The year leading up to the date of her surgery seemed to take forever.
The year since has passed by in a flash. Or so it seems.
On Friday, July 3, we marked the one-year anniversary of my daughter's 7 1/2 hour spinal fusion surgery to correct her scoliosis. Her curve was 48 degrees on that day. Today it's, maybe, 10. Maybe less.
I know when I look at her, I see her tall and straight and beautiful. We kind of tease her about not being able to pick up her socks from the floor. It's a thing she never did, even as a small child. Her socks are always everywhere. She can't paint her toenails. Or do Yoga.
I know when I look at her, I no longer see the crooked hips or shoulders. I no longer see the imagined images of her back being sliced open. I no longer imagine her face as she wakes up from that surgery in excruciating pain, demanding, "What did you do to me?"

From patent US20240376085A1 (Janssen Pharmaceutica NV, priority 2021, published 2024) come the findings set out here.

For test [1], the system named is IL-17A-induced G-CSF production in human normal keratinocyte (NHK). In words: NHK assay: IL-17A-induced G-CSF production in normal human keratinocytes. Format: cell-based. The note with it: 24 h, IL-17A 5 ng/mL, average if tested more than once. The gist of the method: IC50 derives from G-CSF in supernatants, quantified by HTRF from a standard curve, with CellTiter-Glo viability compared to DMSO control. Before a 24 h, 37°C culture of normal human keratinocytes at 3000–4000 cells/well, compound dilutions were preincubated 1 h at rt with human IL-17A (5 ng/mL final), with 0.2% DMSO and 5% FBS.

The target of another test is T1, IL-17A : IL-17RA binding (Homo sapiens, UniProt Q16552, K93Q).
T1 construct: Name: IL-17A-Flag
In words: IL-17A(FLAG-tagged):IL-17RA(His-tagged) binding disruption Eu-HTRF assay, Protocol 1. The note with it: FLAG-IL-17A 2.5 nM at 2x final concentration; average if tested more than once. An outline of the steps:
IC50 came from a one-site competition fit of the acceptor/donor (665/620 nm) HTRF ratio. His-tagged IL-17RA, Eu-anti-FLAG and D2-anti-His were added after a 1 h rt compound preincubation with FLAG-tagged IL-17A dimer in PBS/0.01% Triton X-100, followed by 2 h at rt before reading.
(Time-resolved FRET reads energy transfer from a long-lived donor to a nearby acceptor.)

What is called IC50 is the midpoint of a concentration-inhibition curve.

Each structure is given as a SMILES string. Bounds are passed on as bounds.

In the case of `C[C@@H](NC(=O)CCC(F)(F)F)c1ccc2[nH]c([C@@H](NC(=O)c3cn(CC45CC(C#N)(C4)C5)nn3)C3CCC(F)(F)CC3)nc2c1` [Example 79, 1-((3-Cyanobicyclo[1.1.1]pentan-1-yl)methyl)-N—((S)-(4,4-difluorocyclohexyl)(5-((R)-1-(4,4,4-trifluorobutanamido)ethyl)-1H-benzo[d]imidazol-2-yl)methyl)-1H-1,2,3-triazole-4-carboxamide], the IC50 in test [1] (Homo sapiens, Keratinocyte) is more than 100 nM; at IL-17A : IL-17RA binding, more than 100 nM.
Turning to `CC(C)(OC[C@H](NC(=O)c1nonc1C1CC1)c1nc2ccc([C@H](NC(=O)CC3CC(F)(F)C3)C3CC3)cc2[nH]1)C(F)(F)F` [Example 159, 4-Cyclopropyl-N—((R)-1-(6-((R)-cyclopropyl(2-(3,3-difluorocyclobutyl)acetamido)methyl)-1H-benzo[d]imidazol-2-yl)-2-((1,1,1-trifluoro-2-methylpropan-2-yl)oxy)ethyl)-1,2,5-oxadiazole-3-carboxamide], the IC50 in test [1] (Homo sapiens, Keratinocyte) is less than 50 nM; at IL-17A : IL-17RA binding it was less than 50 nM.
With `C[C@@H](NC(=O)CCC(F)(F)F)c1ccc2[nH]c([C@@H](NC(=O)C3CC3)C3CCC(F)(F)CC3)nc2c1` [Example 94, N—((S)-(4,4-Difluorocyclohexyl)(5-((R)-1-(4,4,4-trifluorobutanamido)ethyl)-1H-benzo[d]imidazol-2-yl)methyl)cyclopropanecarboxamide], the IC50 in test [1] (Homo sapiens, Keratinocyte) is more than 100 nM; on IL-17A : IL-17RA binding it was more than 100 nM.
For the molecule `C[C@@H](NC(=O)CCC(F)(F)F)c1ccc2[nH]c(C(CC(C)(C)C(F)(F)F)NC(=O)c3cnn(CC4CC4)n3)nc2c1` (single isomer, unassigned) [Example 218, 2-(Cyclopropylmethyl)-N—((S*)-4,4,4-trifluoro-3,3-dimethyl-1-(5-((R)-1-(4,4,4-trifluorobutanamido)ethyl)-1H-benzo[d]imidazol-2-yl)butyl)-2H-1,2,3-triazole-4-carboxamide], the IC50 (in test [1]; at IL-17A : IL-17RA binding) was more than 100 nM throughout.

I do see a scar -- one that is really nice and straight thanks to her rockin' surgeon. She refuses to let me treat it with anything, though, because she "wants" her scar. She's proud of it.
All of my nightmares were so much worse than the reality. That's what I tell the other moms I meet or talk to whose child still faces this journey. "Your nightmares are worse than the reality."
That's not to say it was a piece of cake. It wasn't. It was hard. She was miserable for a while. She made me miserable for a while.
But now, it's all over.
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